What is Conductivity? Electrolytic conductivity is a measure of the ability of a solution to carry an electrical current. Current flow in liquids differs from that in metal conductors in that electrons cannot flow freely but must be carried by ions. When solids dissolve in water they separate into ions which have opposite electrical charges. For example, sodium chloride separates to form Na+ and Cl- ions, however since they are invisible, it is difficult to know how much of it has dissolved. A conductivity sensor measures the concentration of ions in a solution by the electrical current able to flow through it.
Electrical conductivity can therefore be used as a measure of the concentration of ionized solids present in the sample. Conductivity units are, by convention, Siemens/cm, or more commonly microSiemens/ cm (µS/cm). Very pure water has around 1µS/cm, nice drinking water about 50 to 500µS/cm, and seawater around 55,000µS/cm.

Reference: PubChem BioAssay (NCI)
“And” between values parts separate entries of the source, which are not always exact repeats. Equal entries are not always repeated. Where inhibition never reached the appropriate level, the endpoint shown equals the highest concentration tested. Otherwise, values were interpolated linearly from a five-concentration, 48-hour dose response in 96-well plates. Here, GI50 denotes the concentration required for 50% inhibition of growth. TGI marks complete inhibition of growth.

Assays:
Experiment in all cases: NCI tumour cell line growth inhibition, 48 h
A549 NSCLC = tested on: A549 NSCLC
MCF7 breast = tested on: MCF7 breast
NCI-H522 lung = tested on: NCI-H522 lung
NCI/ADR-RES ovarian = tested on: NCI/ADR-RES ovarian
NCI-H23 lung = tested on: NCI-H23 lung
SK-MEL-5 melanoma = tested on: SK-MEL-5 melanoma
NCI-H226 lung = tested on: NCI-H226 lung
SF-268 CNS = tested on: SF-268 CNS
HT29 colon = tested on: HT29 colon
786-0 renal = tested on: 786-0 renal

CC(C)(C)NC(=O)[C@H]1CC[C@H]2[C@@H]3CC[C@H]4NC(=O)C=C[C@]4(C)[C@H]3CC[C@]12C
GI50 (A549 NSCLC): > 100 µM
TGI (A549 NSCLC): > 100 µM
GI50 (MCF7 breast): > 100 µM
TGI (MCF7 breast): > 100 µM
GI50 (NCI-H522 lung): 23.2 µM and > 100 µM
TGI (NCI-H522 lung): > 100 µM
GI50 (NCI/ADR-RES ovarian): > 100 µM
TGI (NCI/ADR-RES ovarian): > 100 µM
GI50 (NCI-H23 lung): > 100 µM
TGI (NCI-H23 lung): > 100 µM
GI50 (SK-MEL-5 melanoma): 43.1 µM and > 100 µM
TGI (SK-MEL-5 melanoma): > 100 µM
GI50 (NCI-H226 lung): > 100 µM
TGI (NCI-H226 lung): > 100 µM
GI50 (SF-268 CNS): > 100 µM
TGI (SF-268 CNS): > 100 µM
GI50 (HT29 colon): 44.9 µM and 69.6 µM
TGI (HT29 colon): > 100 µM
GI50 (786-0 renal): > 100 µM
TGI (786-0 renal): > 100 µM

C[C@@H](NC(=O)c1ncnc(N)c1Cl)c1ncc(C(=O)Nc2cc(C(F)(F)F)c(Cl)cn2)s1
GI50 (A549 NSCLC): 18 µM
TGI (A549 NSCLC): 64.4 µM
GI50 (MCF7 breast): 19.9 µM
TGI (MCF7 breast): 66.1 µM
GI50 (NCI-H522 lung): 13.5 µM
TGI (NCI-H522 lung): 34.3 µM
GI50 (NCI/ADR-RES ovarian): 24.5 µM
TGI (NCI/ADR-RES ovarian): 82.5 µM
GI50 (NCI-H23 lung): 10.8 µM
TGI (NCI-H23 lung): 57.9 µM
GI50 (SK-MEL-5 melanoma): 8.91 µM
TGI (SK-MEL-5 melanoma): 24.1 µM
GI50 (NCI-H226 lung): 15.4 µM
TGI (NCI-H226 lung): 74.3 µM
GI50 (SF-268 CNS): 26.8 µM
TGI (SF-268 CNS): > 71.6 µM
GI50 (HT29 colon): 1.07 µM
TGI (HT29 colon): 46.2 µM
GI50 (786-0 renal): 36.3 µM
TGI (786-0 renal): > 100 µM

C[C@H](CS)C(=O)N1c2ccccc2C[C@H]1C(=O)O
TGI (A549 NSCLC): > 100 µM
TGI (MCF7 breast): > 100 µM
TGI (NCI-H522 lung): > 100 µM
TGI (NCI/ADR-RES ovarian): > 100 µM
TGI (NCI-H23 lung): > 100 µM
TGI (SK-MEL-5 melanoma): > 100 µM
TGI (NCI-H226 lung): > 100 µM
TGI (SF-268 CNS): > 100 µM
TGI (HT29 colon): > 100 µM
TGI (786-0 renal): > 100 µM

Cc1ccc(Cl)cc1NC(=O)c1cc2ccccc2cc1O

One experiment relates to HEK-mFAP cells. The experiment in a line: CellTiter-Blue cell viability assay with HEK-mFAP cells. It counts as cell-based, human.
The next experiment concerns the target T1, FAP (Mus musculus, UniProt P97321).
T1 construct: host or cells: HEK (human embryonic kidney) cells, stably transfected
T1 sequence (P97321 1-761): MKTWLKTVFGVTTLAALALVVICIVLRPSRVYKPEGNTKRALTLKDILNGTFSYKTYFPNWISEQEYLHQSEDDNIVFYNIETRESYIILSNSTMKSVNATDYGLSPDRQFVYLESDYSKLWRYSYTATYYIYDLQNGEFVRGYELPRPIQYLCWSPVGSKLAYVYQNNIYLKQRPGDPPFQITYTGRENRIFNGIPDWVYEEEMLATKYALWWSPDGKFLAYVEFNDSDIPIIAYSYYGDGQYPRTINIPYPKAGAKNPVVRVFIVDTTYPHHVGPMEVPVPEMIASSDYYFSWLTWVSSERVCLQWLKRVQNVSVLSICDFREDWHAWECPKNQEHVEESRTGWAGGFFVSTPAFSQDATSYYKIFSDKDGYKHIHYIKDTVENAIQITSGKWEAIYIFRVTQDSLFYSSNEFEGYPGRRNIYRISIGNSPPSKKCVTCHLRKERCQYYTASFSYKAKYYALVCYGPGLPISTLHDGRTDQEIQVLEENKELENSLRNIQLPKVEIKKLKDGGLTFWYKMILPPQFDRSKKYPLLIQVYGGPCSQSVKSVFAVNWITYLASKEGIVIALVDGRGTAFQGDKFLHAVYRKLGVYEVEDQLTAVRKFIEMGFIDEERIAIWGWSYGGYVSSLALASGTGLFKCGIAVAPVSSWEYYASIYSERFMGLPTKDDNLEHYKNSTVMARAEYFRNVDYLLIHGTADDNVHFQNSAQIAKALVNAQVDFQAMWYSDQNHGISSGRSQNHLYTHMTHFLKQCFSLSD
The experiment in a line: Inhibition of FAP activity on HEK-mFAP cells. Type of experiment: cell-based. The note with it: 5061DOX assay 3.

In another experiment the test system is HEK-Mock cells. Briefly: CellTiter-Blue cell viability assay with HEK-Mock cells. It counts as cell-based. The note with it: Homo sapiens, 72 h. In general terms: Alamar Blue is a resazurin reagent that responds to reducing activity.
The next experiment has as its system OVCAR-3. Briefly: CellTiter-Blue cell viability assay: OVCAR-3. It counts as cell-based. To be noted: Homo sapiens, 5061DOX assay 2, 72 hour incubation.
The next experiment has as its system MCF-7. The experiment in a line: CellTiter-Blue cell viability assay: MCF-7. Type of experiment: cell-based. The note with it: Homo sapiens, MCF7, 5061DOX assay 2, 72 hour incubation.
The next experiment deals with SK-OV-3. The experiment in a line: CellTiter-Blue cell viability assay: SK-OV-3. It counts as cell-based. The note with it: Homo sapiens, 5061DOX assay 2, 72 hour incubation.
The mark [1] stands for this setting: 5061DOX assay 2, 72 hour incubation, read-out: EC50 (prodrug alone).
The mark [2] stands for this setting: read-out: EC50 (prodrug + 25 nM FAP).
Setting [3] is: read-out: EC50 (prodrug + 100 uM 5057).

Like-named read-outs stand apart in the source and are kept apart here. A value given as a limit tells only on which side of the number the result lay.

Most industrial Conductivity applications use conductivity to quantify the level of impurities in a solution and to then adjust these levels via the addition of reagents or by the diversion or dilution of these impurities. The most common application is to monitor waters for suitability for a purpose, such as assessing the purity of condensate before returning it to a boiler, or alternatively, sending it to be purified in demineralizers or reverse osmosis systems. Also, Conductivity is used to monitor dissolved solids levels to control blowdown or dilution with fresh water to avoid scale formation which reduces heat transfer efficiency. Common applications include, cooling tower blowdown, boiler blowdown, purity monitoring for a specific purpose, demineralizer, reverse osmosis, desalination, salinity, TDS (Total Dissolved Solids), and concentration control of NaOH, H2SO4, HCl, or NaCl. As well as monitoring incoming raw water dissolved solids purity, and effluent water dissolved solids compliance.
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